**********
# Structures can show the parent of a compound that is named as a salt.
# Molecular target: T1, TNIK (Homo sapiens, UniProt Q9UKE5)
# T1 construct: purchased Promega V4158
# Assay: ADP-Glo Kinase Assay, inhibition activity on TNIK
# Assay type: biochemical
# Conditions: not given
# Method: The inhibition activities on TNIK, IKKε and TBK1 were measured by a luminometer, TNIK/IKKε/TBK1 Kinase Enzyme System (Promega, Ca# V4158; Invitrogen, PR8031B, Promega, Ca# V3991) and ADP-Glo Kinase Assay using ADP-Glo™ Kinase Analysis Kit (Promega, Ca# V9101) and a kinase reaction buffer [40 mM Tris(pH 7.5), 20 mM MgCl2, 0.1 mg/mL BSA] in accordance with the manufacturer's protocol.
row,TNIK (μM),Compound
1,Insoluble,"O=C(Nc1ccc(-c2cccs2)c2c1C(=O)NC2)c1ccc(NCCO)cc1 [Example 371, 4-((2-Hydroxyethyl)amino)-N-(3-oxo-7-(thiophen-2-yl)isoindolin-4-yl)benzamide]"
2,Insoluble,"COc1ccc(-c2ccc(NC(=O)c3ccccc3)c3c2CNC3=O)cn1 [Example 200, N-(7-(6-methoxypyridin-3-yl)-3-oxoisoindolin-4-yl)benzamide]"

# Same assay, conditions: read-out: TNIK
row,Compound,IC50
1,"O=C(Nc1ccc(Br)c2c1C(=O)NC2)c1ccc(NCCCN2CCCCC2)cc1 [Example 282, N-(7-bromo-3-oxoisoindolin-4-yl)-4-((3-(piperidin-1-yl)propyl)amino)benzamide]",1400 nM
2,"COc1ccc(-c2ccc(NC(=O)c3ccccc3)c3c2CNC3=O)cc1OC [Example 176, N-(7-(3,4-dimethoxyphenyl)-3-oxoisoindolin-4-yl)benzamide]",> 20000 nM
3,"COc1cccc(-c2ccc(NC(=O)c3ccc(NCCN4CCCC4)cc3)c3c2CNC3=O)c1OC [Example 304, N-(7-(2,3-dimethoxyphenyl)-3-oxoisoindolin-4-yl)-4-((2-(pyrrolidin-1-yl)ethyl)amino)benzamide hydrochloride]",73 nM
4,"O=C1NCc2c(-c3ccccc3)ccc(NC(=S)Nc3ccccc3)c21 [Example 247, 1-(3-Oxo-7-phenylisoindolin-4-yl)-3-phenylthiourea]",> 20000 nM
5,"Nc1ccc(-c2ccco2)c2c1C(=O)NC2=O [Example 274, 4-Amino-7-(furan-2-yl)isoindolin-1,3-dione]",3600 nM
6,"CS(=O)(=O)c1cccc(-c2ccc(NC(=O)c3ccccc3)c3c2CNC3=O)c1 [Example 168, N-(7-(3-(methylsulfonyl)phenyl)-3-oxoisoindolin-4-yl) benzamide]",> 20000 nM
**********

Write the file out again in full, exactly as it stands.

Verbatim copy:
# Structures can show the parent of a compound that is named as a salt.
# Molecular target: T1, TNIK (Homo sapiens, UniProt Q9UKE5)
# T1 construct: purchased Promega V4158
# Assay: ADP-Glo Kinase Assay, inhibition activity on TNIK
# Assay type: biochemical
# Conditions: not given
# Method: The inhibition activities on TNIK, IKKε and TBK1 were measured by a luminometer, TNIK/IKKε/TBK1 Kinase Enzyme System (Promega, Ca# V4158; Invitrogen, PR8031B, Promega, Ca# V3991) and ADP-Glo Kinase Assay using ADP-Glo™ Kinase Analysis Kit (Promega, Ca# V9101) and a kinase reaction buffer [40 mM Tris(pH 7.5), 20 mM MgCl2, 0.1 mg/mL BSA] in accordance with the manufacturer's protocol.
row,TNIK (μM),Compound
1,Insoluble,"O=C(Nc1ccc(-c2cccs2)c2c1C(=O)NC2)c1ccc(NCCO)cc1 [Example 371, 4-((2-Hydroxyethyl)amino)-N-(3-oxo-7-(thiophen-2-yl)isoindolin-4-yl)benzamide]"
2,Insoluble,"COc1ccc(-c2ccc(NC(=O)c3ccccc3)c3c2CNC3=O)cn1 [Example 200, N-(7-(6-methoxypyridin-3-yl)-3-oxoisoindolin-4-yl)benzamide]"

# Same assay, conditions: read-out: TNIK
row,Compound,IC50
1,"O=C(Nc1ccc(Br)c2c1C(=O)NC2)c1ccc(NCCCN2CCCCC2)cc1 [Example 282, N-(7-bromo-3-oxoisoindolin-4-yl)-4-((3-(piperidin-1-yl)propyl)amino)benzamide]",1400 nM
2,"COc1ccc(-c2ccc(NC(=O)c3ccccc3)c3c2CNC3=O)cc1OC [Example 176, N-(7-(3,4-dimethoxyphenyl)-3-oxoisoindolin-4-yl)benzamide]",> 20000 nM
3,"COc1cccc(-c2ccc(NC(=O)c3ccc(NCCN4CCCC4)cc3)c3c2CNC3=O)c1OC [Example 304, N-(7-(2,3-dimethoxyphenyl)-3-oxoisoindolin-4-yl)-4-((2-(pyrrolidin-1-yl)ethyl)amino)benzamide hydrochloride]",73 nM
4,"O=C1NCc2c(-c3ccccc3)ccc(NC(=S)Nc3ccccc3)c21 [Example 247, 1-(3-Oxo-7-phenylisoindolin-4-yl)-3-phenylthiourea]",> 20000 nM
5,"Nc1ccc(-c2ccco2)c2c1C(=O)NC2=O [Example 274, 4-Amino-7-(furan-2-yl)isoindolin-1,3-dione]",3600 nM
6,"CS(=O)(=O)c1cccc(-c2ccc(NC(=O)c3ccccc3)c3c2CNC3=O)c1 [Example 168, N-(7-(3-(methylsulfonyl)phenyl)-3-oxoisoindolin-4-yl) benzamide]",> 20000 nM